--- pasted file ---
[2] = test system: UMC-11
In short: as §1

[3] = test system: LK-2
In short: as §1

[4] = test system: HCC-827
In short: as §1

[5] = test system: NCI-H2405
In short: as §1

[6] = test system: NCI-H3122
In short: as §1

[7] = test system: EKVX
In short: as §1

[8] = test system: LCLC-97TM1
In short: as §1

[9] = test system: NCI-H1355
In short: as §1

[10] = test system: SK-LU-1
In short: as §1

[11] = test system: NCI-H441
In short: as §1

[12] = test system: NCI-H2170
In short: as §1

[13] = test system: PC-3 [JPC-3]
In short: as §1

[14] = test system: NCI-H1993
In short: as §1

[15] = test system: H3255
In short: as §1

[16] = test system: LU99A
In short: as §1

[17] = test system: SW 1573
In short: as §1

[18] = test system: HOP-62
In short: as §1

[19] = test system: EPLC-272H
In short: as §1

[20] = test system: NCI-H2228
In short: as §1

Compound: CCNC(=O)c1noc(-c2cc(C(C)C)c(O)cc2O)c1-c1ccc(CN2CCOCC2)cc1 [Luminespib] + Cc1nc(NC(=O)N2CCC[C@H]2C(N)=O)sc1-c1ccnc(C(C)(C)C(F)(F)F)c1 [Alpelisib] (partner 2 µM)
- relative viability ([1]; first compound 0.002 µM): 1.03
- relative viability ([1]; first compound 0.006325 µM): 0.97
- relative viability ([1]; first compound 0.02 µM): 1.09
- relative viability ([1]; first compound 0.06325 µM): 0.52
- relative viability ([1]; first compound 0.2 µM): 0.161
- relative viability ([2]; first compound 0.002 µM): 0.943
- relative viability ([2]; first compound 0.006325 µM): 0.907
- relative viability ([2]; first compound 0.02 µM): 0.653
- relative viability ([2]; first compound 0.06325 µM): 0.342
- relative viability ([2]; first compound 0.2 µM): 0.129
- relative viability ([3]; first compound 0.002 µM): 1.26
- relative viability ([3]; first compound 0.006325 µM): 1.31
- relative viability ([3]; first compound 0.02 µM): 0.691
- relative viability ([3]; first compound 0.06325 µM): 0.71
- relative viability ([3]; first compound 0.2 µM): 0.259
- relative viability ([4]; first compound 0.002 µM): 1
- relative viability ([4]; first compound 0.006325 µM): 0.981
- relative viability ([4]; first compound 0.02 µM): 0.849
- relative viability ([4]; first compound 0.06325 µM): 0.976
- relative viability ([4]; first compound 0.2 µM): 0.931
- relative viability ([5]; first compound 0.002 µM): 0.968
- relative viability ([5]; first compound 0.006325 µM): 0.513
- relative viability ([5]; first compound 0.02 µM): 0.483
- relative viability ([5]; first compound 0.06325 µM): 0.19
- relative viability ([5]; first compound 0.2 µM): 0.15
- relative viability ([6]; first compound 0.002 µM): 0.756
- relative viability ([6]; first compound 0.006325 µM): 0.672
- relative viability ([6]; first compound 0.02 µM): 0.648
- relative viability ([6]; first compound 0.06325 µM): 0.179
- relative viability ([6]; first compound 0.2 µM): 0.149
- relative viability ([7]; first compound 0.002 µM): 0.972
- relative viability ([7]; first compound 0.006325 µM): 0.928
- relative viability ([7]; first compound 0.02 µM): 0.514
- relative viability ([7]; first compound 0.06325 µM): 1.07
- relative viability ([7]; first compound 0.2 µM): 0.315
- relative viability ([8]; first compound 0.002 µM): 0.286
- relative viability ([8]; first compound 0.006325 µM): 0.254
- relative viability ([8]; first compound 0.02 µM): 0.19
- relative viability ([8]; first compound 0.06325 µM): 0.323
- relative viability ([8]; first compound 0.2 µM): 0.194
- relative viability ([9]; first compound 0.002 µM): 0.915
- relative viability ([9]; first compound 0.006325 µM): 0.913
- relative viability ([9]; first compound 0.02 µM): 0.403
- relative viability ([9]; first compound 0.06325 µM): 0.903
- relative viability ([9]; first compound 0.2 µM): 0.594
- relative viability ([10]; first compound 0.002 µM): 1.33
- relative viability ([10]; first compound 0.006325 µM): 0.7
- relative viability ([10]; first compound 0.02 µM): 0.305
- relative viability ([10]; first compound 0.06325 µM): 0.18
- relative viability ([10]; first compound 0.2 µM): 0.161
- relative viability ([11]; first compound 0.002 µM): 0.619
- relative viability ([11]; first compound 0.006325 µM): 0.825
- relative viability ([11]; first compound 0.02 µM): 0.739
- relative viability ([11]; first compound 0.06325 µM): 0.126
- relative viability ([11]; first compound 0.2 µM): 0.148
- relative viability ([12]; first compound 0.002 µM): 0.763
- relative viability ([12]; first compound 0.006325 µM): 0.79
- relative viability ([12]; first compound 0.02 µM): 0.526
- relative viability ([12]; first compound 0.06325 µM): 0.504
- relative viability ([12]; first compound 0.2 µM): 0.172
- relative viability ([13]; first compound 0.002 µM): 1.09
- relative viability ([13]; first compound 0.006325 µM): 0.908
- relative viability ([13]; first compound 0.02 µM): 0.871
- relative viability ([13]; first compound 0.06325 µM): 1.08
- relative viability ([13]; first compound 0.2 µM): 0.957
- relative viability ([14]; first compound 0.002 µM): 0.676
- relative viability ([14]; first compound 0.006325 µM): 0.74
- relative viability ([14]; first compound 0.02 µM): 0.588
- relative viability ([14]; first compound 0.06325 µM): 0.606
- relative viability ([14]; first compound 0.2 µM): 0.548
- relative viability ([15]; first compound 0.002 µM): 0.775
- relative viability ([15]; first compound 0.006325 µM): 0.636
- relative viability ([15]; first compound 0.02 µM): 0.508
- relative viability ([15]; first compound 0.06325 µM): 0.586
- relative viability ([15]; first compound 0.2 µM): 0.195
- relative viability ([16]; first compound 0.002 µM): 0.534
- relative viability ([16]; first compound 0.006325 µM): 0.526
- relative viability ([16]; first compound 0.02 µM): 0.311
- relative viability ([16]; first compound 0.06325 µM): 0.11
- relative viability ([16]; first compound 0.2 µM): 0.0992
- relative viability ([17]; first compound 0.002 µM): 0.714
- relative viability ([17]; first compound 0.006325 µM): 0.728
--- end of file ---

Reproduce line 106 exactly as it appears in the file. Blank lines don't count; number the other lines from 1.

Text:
- relative viability ([14]; first compound 0.006325 µM): 0.74